We would like to thank the contributors to this volume, all of whom generously devoted their valuable time in writing the chapters and responding to our feedback and criticisms, as well as that of the blind referees. We would also like to thank our editor at SAGE, Robert Rojek, for his encouragement of the project and his faith that we would get it finished. Alana Clogan and Sarah-Jayne Boyd at SAGE also provided much need support in making the project happen. The advice of our close friends and colleagues throughout the process of putting the collection together has been crucial, including Kate Boyer, Ben Gallan, Chris Gibson, Kal Gulson, Jennie Middleton, Jim Murphy, Joe Pierce and Tom Slater. We also need to thank all those friends and colleagues whom we asked to referee the chapters. Their feedback was absolutely critical in improving the collection and pushing us to bring together our diversity of contributors. Finally, we'd like to thank our respective families for providing the love and encouragement that makes these undertakings possible.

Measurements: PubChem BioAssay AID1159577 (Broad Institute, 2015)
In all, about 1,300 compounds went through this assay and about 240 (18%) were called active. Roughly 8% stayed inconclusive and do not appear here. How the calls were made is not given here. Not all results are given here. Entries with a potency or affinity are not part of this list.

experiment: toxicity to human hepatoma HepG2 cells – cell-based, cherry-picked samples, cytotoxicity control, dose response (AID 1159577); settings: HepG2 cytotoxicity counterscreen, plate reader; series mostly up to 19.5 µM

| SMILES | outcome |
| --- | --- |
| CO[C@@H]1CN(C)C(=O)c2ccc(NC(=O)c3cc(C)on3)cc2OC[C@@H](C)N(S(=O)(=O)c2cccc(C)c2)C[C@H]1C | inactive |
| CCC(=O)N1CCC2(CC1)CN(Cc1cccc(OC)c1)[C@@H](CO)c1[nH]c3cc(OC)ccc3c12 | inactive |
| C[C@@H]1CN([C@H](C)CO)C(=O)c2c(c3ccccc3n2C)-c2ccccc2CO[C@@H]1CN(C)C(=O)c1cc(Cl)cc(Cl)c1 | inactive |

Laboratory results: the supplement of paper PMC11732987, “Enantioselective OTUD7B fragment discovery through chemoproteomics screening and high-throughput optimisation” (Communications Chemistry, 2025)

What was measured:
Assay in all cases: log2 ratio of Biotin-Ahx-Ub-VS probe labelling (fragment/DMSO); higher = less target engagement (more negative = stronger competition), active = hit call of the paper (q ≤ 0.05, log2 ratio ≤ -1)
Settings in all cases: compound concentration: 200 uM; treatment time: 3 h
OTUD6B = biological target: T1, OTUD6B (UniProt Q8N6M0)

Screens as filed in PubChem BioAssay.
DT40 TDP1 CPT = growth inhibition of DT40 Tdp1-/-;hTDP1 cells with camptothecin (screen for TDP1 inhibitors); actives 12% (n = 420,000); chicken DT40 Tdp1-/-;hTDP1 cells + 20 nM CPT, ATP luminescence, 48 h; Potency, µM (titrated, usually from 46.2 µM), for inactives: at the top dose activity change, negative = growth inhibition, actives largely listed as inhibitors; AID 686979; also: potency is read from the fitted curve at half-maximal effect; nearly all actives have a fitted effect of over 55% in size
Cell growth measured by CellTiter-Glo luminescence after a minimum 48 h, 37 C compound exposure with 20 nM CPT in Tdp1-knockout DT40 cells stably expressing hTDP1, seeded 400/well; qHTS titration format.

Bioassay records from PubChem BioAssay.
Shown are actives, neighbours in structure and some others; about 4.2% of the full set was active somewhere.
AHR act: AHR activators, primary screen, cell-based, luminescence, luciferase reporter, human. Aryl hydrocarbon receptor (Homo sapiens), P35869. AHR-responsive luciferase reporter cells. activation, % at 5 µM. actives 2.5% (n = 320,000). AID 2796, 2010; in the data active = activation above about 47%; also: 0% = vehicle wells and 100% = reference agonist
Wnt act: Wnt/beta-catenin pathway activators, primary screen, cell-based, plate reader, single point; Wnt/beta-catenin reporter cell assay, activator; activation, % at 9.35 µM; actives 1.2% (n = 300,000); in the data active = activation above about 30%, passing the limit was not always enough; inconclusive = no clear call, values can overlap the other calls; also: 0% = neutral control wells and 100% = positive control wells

Deborah Martin and Mark Davidson